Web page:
Articles are weird
It's said that you can't use "a" for things you can't count.
But there are many instances where it's acceptable.
a gas (Can gas be grabbed and counted one by one? It doesn't make sense!)
How did articles originate in English language?
They just make me irritable.
there are many gases
for example: noble gases
The natives could probably help me extend my answer but the only moments I can remember hearing and saying a gas is in chemistry. There are many gases, hydrogen, oxygen, argon, etc. so in that context you may count them. I can think of a few examples:
When sodium mixes with water, a gas is produced.
You have a gas, test it to see which gas it is.
Other examples less related to chemistry:
The Germans used a lethal gas in WWI
But if gas is used to mean gasoline/petrol I don't think you can use A, but a native who uses English in daily life will probably help you in other daily-life contexts.
<<How did articles originate in English language?
Definite articles originated from unstressed demonstratives ["that" one].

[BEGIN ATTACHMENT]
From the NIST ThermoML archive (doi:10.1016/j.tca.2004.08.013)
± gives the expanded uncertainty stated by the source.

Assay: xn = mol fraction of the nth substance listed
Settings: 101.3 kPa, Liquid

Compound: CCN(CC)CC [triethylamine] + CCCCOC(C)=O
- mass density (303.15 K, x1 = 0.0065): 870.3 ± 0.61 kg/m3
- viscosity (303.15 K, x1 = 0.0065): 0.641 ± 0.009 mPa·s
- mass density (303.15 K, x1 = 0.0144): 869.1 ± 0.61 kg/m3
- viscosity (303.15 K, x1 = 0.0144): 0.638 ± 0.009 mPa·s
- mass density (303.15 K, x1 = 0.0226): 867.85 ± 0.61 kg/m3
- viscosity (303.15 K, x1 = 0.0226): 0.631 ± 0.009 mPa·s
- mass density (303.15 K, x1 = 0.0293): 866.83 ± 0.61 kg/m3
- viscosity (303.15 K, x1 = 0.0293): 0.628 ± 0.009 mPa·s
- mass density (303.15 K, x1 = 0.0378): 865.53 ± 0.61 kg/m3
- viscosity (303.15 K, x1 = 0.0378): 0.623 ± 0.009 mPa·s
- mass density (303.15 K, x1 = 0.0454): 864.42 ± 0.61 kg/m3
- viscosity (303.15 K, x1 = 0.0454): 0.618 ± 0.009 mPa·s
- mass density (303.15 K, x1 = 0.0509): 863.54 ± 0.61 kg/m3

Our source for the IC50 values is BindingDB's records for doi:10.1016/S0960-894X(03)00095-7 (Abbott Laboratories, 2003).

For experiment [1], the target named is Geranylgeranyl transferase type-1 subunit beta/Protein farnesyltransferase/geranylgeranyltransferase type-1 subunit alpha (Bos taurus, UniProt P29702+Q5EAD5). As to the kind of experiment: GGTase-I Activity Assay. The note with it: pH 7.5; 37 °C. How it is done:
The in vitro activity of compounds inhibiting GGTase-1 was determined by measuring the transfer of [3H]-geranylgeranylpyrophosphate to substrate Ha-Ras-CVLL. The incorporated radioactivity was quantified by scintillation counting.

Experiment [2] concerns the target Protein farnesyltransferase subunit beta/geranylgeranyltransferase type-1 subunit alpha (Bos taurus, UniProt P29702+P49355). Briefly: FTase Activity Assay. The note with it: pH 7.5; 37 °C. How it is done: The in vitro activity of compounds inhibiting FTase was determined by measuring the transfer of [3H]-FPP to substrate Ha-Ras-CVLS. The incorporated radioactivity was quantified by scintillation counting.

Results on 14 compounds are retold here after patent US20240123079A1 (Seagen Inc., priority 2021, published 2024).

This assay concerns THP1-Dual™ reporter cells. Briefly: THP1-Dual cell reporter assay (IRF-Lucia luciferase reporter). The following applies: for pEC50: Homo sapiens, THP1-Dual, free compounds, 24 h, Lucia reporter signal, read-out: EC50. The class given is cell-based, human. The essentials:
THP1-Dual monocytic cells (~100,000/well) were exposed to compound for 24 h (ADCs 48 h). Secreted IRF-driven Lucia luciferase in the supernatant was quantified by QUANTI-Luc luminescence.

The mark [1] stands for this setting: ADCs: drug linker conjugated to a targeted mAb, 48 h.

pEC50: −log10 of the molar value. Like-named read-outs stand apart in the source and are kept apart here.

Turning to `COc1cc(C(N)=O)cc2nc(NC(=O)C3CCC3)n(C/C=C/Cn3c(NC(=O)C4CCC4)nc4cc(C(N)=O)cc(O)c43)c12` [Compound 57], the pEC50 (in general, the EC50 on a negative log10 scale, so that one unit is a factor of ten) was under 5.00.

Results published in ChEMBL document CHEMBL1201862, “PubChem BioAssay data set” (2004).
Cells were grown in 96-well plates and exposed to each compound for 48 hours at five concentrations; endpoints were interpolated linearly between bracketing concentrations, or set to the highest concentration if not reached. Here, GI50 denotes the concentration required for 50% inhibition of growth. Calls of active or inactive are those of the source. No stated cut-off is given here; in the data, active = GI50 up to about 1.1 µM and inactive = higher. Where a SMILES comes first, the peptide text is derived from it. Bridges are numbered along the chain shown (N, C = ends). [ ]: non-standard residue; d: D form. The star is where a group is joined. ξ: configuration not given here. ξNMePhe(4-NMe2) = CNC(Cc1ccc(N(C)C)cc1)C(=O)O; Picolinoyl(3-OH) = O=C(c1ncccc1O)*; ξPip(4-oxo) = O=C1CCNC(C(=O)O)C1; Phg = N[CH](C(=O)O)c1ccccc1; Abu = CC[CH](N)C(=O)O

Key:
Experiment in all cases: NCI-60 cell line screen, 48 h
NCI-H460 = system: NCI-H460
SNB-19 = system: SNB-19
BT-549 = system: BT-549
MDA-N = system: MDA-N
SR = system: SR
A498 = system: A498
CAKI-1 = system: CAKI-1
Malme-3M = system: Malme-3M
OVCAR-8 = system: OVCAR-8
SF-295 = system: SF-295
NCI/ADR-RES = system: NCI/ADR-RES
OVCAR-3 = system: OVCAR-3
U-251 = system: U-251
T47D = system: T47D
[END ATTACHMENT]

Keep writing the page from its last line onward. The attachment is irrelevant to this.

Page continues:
Indefinites from unstressed *one (old English "aan")
A gas means a kind of a gas. So the article a is correctly introduced.
"When a gas expands, the kinetic energy..."
The gas is defined to be a system of itneracting entities, as according to the laws of statistical mechanics.
If you can use "a" to anything you can count, then why can't you use it to things like water?
There can be different types of water:
clear water, dirty water, icy water, hot water
You can certainly "count" those different waters, can't you?
So then why can't you say "a water"?
Why do you want to say "a water"? Give me a sentence where you would use it.
I know this is stretching it a bit, but how does this sound? "You'll find a very muddy water that you will find near the banks of the Mississippi."
"You'll find a very muddy water near the banks of the Mississippi."
So much for that
But what do you mean "a water" in that sentence? If you mean a body of water, it's usually better to specify the type of body of water it is if you know it (e.g., stream, pond, whatever). Or if you don't mean a specific body of water, you should say "You'll find some muddy water..." or "The water is muddy...", depending on what exactly you mean.
Of course you can say those things and they are by far the way most people would put it, but sometimes people say "a water" when talking about some property of water. A fisherman, for example, could say something like "It was a muddy water we had to deal with but we got our work done." It's definitely not standard usage but it exists as I have heard it used.
We have the expression "still waters run deep" which puts water in the plural, so putting it in the singular with "a" in front of it is not a huge linguistic leap.